Accessibility links

Obama Honors Americans Killed in Afghanistan


Obama Honors Americans Killed in Afghanistan

Obama Honors Americans Killed in Afghanistan

<!-- IMAGE -->

U.S. President Barack Obama says the sacrifices of Americans serving in harm's way are very much on his mind as he ponders America's war options in Afghanistan. Mr. Obama left Washington in the middle of the night to be on hand when the bodies of 18 recent casualties of the war came home.

The president has been seeking advice on Afghanistan from generals, diplomats and members of Congress.

But late Wednesday he sought a different guidance. He traveled to an Air Force base in the state of Delaware that is home to the largest military mortuary in the country. There, the president saluted the latest victims of the Afghan war and got a first-hand look at the human cost of the conflict.

He watched as their flag-draped coffins were unloaded from a cargo jet and he tried to console their families. Standing on the tarmac in the middle of the night, he honored their sacrifice.

The president kept his conversations and his thoughts private, returning to the White House a few hours before dawn.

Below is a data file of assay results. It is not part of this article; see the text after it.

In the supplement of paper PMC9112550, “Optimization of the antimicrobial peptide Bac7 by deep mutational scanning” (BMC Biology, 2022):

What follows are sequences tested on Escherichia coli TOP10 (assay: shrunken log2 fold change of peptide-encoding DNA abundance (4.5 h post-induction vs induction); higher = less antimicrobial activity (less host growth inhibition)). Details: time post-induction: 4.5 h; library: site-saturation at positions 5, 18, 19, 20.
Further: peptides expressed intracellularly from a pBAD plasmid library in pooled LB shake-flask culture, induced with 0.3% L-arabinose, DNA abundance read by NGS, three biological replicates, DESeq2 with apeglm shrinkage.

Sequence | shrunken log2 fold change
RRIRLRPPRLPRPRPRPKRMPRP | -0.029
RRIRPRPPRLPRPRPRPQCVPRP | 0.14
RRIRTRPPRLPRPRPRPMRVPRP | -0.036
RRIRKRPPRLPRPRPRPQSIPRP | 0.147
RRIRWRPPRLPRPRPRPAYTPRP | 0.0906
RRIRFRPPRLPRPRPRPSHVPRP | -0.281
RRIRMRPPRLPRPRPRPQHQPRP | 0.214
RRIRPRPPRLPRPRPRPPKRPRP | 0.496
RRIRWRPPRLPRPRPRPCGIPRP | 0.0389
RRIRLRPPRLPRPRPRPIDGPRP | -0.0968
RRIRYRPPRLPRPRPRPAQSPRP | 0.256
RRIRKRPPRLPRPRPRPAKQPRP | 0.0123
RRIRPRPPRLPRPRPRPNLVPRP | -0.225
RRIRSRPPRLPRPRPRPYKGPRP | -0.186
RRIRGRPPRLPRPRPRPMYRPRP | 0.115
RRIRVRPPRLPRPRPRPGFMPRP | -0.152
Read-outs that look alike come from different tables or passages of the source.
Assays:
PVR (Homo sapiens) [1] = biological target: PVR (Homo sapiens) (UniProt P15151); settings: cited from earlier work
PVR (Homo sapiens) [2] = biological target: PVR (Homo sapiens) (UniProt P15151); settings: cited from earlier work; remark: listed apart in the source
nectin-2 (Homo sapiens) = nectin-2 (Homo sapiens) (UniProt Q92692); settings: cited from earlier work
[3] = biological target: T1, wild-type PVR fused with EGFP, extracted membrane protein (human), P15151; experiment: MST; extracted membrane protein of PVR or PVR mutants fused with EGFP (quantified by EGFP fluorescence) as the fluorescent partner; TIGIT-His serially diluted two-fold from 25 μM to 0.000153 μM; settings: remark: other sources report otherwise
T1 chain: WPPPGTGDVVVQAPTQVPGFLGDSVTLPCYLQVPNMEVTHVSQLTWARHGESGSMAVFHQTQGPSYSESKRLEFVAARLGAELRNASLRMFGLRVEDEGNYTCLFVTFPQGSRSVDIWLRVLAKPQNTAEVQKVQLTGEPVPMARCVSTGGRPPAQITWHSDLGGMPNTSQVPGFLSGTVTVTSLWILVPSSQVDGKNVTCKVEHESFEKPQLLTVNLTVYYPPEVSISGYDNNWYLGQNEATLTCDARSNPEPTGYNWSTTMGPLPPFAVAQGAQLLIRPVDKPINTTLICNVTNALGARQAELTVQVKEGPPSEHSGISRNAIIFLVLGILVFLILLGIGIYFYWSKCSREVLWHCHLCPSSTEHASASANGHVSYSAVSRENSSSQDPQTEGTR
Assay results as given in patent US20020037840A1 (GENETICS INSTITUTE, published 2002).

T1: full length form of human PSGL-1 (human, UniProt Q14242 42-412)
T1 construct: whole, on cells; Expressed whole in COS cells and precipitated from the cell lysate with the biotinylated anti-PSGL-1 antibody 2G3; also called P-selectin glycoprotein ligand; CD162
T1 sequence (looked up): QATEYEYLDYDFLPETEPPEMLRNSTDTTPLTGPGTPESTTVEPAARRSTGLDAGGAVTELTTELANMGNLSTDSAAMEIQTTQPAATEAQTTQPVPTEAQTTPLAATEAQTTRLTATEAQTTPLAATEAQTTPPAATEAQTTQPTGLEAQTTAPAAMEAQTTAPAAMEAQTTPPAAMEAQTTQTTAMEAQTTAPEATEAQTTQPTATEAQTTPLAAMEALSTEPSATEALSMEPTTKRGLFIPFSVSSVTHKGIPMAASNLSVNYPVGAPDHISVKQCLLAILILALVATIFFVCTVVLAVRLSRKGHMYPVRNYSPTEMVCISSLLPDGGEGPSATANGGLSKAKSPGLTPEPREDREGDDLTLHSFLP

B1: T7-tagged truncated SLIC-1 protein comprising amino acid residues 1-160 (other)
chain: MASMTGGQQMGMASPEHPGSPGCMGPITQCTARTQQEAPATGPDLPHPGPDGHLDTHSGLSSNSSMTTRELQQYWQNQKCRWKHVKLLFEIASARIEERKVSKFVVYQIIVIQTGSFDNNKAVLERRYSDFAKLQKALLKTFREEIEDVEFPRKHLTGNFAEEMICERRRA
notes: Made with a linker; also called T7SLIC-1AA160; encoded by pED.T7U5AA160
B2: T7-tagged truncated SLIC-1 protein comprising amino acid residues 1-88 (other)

But when reporters saw him later Thursday, before a meeting with Singapore's Minister Mentor and elder statesman Lee Kuan Yew, Mr. Obama appeared eager to talk about what he had seen.

"It was a sobering reminder of the extraordinary sacrifices that our young men and women in uniform are engaging in every single day - not only our troops, but their families as well," said President Obama.

He was asked if his experience at Dover Air Force Base might influence his decision on Afghanistan.

"The burden that both our troops and our families bear in any wartime situation is going to bear on how I see these conflicts," said Mr. Obama. "And it is something that I think about each and every day."

On Friday, President Obama is scheduled to meet with the nation's top military officers to discuss next steps in Afghanistan. The top U.S. commander in the field, Army General Stanley McChrystal, wants a substantial number of additional troops. But so far, the White House has not embraced any course of action publicly, saying only that an immediate withdrawal is not an option.

XS
SM
MD
LG